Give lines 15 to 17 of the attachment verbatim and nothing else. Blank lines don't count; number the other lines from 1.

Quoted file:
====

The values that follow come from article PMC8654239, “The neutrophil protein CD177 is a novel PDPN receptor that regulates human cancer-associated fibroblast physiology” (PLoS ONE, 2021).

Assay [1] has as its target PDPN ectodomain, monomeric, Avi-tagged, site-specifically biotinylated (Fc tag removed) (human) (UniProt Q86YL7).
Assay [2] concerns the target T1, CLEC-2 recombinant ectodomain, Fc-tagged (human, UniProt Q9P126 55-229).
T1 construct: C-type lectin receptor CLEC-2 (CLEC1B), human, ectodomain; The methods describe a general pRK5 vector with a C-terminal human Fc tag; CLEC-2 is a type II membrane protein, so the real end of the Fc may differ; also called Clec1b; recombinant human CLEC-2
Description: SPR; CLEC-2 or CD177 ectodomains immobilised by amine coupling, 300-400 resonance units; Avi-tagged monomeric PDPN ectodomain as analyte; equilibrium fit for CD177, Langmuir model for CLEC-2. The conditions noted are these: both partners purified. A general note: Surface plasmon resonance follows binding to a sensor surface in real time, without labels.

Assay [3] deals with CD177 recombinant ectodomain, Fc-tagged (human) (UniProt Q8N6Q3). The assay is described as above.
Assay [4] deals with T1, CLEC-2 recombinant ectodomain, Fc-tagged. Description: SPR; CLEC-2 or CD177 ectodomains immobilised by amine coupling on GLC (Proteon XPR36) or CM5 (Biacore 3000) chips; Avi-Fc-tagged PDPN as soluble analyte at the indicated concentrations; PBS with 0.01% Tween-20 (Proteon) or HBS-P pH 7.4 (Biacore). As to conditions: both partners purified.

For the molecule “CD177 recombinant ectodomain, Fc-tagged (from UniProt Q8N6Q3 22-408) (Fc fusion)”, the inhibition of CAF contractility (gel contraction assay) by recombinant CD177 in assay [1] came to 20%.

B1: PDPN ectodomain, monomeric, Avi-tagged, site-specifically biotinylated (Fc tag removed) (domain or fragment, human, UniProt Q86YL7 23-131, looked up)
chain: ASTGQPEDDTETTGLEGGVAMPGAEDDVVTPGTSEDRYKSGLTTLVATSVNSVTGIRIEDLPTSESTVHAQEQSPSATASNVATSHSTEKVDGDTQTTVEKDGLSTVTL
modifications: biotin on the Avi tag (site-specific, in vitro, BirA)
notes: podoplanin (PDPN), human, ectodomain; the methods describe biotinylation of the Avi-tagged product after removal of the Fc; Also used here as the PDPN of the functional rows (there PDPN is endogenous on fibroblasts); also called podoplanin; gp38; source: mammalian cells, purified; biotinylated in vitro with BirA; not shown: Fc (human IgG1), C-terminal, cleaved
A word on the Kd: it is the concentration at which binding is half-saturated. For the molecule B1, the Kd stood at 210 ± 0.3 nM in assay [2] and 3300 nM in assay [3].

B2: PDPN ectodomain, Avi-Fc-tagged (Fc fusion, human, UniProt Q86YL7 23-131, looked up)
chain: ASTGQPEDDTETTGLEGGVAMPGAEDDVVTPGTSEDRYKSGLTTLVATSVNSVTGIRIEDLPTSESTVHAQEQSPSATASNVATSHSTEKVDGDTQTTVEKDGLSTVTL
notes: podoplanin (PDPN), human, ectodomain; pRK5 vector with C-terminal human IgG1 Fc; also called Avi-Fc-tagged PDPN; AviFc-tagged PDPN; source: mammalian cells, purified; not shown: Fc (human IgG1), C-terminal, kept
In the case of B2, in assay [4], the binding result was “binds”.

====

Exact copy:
chain: ASTGQPEDDTETTGLEGGVAMPGAEDDVVTPGTSEDRYKSGLTTLVATSVNSVTGIRIEDLPTSESTVHAQEQSPSATASNVATSHSTEKVDGDTQTTVEKDGLSTVTL
notes: podoplanin (PDPN), human, ectodomain; pRK5 vector with C-terminal human IgG1 Fc; also called Avi-Fc-tagged PDPN; AviFc-tagged PDPN; source: mammalian cells, purified; not shown: Fc (human IgG1), C-terminal, kept
In the case of B2, in assay [4], the binding result was “binds”.